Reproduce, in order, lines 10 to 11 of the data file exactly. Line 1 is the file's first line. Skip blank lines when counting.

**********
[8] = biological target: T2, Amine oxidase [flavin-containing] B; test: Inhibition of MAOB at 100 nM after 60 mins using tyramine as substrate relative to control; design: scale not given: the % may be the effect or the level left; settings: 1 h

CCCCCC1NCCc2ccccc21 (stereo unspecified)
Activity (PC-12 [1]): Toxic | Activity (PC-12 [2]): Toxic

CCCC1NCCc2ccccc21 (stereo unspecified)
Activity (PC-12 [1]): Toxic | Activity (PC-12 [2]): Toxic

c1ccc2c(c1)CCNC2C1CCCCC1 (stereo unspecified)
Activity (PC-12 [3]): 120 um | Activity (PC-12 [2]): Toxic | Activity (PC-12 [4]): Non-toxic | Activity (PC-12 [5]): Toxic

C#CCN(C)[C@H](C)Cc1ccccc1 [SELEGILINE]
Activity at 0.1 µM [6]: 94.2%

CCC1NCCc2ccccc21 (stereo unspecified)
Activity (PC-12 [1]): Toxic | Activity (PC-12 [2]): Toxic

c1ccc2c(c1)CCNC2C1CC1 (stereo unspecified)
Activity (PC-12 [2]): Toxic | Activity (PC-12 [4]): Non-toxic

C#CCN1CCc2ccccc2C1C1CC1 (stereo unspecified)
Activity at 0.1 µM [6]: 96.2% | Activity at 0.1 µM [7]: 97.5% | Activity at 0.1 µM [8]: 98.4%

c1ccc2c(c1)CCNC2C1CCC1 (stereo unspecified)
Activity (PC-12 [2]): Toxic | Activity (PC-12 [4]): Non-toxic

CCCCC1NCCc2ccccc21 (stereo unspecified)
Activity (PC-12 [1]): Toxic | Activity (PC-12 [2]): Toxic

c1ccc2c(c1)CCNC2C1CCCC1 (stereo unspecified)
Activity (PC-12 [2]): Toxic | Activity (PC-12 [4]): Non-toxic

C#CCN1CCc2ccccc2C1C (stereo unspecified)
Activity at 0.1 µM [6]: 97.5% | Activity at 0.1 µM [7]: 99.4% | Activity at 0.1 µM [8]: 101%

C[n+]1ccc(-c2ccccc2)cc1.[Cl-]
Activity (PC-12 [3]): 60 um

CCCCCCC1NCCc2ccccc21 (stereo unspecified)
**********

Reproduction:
CCC1NCCc2ccccc21 (stereo unspecified)
Activity (PC-12 [1]): Toxic | Activity (PC-12 [2]): Toxic